When to apply agile methodology?
‘When to apply agile methodology?’ is one of the frequently asked questions about agile. Before getting into that discussion, let us revisit the term’Agile‘. Really what is it?. Is it a method?. Is it a methodology? or is it an attitude?. Actually the term agile is used to represent a various frameworks like Scrum, XP, TDD, UDD etc which supports the underlying spirit of the agile manifesto and principles. All these frameworks are iterative and incremental. They advances through a series of iterations. Every iteration produces ‘little more’ of the final product.
Now let us get into the main topic ‘When to apply agile methodology?’.
One must consider these three aspects. The first one is the scope volatility, followed by frequency of releases required and the technical flexibility.
What is the maturity of the scope defined?. Is it likely to change very often?. If you feel that the scope will change very often, then that justifies agile adoption in your project. Here are some of the typical project types which calls for agile adoption;
New product development projects
Product enhancement projects
Defect fixing projects as there are ambiguities of scope
Planning and engineering phases of all projects
Frequency of releases
Does your project calls for frequent releases?. In other words, by making frequent releases, can the project benefit by addressing the following better;
Managing stakeholder expectations. Frequent releases improves stakeholder engagement.
Technology risks. Agile methods will help to identify technology risks very early. This will reduce rework considerably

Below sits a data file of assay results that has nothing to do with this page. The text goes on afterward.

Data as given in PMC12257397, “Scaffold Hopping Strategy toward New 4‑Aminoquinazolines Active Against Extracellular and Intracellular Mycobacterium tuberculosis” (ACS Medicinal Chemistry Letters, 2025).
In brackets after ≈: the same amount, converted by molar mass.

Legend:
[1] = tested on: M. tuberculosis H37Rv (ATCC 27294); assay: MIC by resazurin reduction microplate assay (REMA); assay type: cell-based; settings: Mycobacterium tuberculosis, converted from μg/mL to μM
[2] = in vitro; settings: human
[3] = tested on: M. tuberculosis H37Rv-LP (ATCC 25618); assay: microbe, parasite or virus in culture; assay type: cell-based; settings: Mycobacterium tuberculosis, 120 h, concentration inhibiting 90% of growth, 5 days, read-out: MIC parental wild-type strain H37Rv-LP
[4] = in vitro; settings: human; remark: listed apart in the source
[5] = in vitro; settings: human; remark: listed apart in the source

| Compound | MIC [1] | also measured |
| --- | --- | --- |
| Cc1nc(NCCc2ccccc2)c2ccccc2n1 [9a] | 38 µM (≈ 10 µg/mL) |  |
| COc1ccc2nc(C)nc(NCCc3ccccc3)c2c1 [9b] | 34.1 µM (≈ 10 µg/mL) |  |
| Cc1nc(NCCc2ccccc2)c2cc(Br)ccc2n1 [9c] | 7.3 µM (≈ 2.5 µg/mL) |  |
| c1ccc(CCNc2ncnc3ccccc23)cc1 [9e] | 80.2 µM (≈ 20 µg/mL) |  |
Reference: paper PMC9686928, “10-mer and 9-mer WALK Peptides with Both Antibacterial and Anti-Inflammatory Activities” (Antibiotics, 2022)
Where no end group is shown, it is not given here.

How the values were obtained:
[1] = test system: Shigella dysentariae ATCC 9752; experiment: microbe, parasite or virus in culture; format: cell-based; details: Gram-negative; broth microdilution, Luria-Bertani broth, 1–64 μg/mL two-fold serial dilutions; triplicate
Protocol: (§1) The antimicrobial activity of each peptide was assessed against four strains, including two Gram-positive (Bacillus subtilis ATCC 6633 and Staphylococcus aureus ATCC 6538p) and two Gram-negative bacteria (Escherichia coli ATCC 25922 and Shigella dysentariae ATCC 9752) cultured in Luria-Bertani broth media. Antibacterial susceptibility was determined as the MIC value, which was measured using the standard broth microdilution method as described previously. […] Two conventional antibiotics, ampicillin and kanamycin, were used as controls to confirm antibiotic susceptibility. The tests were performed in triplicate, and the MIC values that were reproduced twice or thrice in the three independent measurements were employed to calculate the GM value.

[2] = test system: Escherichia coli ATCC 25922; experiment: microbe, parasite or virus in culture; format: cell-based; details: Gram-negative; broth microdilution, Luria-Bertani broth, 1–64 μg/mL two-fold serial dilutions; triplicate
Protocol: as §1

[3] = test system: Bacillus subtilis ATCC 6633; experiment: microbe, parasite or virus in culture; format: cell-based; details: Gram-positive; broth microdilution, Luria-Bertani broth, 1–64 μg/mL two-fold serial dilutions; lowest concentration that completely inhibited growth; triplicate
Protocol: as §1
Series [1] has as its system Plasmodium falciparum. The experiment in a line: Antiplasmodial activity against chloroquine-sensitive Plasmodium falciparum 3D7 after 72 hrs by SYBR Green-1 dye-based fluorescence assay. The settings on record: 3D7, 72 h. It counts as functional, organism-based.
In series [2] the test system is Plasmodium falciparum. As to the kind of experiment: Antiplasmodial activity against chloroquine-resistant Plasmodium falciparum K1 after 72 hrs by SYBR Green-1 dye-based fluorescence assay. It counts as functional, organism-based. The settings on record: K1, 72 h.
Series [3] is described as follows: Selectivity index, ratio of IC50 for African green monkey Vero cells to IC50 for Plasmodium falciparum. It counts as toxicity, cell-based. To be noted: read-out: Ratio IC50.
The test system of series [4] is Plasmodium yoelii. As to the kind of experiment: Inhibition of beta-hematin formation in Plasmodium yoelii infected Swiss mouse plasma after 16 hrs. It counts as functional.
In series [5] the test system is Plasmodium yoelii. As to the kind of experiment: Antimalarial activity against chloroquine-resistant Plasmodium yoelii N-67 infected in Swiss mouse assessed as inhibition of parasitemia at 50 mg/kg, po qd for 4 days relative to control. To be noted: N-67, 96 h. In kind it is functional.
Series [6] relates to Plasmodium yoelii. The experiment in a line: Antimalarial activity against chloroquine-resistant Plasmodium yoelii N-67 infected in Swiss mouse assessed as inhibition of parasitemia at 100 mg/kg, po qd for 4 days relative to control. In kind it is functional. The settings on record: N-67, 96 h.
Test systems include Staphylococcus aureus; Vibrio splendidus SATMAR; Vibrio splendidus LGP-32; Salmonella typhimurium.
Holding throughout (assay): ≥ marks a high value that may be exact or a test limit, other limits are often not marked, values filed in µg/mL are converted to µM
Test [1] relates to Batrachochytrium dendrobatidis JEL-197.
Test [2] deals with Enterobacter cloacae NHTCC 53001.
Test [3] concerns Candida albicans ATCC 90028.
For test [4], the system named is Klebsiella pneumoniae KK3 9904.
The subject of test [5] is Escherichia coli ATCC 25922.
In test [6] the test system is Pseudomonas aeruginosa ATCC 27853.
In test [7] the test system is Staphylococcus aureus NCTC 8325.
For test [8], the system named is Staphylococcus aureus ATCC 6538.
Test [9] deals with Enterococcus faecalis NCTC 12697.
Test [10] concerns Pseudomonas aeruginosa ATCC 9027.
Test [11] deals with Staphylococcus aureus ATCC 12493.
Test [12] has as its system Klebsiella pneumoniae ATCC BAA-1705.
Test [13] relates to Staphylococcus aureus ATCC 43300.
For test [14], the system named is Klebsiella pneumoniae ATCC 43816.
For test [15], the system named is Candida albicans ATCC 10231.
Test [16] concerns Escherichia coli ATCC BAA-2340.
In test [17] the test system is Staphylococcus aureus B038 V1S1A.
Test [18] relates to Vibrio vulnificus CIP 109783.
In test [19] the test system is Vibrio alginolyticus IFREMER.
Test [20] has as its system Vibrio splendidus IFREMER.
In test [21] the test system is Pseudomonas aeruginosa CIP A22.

In general, frequent release milestones will help to manage risks better in a risky project. At the same time, if the customers are not willing for frequent releases, then it is a different story.
When I say technical flexibility, there are two types of technical flexibility. Domain specific flexibility and engineered flexibility. Within a construction project, within the construction phase the technical flexibility is very low to accommodate changes. Where as information technology related projects are more flexible to change. These are examples of generic domain specific technical flexibility.
Within information technology projects, if the technical architecture is not highly modular like the service oriented architecture popularly known as SOA, then it will not be able to accommodate changes that easily. I call it as engineered flexibility.
The following three questions will help you to decide the suitability of agile methodology for your projects;
What is the likely hood of scope change?
How will frequent releases help to address major risks?
Does the technical domain allow for changes, even late in the project?
If the answers to these three questions are ‘Yes’, then your project will benefit by adopting agile.